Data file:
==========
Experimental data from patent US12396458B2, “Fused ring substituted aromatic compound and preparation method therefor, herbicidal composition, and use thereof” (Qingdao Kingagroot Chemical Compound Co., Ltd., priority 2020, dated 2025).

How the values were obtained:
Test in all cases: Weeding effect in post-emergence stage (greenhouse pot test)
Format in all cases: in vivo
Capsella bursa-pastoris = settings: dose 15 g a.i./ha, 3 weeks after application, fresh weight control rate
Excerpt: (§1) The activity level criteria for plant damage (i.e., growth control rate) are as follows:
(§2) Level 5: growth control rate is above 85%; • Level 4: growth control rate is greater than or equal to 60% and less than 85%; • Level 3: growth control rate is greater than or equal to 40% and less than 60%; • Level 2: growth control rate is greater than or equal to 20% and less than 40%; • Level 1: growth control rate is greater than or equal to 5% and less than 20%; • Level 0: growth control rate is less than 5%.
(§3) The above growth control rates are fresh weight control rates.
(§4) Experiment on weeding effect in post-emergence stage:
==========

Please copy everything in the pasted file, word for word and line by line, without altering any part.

Experimental data from patent US12396458B2, “Fused ring substituted aromatic compound and preparation method therefor, herbicidal composition, and use thereof” (Qingdao Kingagroot Chemical Compound Co., Ltd., priority 2020, dated 2025).

How the values were obtained:
Test in all cases: Weeding effect in post-emergence stage (greenhouse pot test)
Format in all cases: in vivo
Capsella bursa-pastoris = settings: dose 15 g a.i./ha, 3 weeks after application, fresh weight control rate
Excerpt: (§1) The activity level criteria for plant damage (i.e., growth control rate) are as follows:
(§2) Level 5: growth control rate is above 85%; • Level 4: growth control rate is greater than or equal to 60% and less than 85%; • Level 3: growth control rate is greater than or equal to 40% and less than 60%; • Level 2: growth control rate is greater than or equal to 20% and less than 40%; • Level 1: growth control rate is greater than or equal to 5% and less than 20%; • Level 0: growth control rate is less than 5%.
(§3) The above growth control rates are fresh weight control rates.
(§4) Experiment on weeding effect in post-emergence stage: